Thursday, February 25, 2010
Disparity could erase women's hockey
VANCOUVER, British Columbia -- If this was the only game of the Olympic women's hockey tournament you caught, congratulations. It was the only one worth your time.
What's wrong with the women's game is hardly USA-Canada. It's like Tennessee-UConn women's basketball at twice the speed, bristling with just as much attitude and even more bodies flying around with real abandon. It's one of the best rivalries in any sport.
It just happens to be the only rivalry in this one -- because they're the only legitimate teams.
The disparity is so great in women's hockey that International Olympic Committee president Jacques Rogge gave the rest of the world eight years to close that gap, or risk having all that work erased from the Olympic program.
"There must be at a certain stage an improvement. We cannot continue without improvement," Rogge said. "There is an improvement in the number of nations -- and we want to see this wider."
The United States and Canada came into the final unbeaten, with a combined goal differential of 86-4. They have been paired in every one of the dozen world championships since the inaugural event in 1990, and were already the class of the field when the sport made its Olympic debut in Nagano 12 years ago. And while both have only become bigger, deeper, faster and more skilled with each passing year, the rest of the world keeps falling farther and farther behind.
Counting Thursday's 2-0 win over the United States, Canada now owns the last three gold medals; the U.S. won the first.
Only one other team has even reached the finale in either the worlds or the Olympics: Sweden, which after upsetting the Americans at the Turin Games four years ago, got clobbered by Canada.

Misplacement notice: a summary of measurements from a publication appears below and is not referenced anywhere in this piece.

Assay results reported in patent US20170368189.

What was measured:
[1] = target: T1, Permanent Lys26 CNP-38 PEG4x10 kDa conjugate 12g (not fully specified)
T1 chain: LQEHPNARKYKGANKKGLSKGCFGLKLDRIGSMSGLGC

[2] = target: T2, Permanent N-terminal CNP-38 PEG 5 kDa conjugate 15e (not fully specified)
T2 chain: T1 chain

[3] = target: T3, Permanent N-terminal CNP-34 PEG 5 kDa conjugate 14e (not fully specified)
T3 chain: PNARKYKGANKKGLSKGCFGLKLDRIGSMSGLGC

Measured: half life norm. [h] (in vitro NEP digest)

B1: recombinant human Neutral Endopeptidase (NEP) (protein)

Late last week, as the lopsided results piled up, International Ice Hockey Federation president Rene Fasel found himself playing defense against critics who want the women's game pulled from the Olympics not in four years, or eight, but now.
He counseled patience, noting there were 200 million girls in China. Unfortunately, only 67 play hockey.
"Not 67 million. Not 67,000," he acknowledged. "Sixty-seven."
There are 34 countries listed as IIHF members on its Web site, among them Australia, South Africa and No. 34 Bulgaria. It's not just the size of the player pool, but the quality of the coaching, facilities and the depth of each country's commitment.
There were more than 85,000 female hockey players registered in Canada at the end of last year, nearly 60,000 in the United States. It was a long drop from those numbers to bronze medalist Finland, which registered 3,500.
"Obviously, we take the game seriously," U.S. captain Natalie Darwitz said after losing the hard-fought gold-medal game 2-0 to the Canadians.
"I can't speak for the other countries, but my feeling is you've just got to give everybody else a little time and a little patience. Hopefully in eight or even 12 years, we're not still talking about just two countries, we're talking about an eight-team tournament that's tough to get through.
"Like the guys' tournament," she added, "where you see upsets every night."
There has already been talk of a mercy rule when the women's hockey tournament kicks off in Sochi.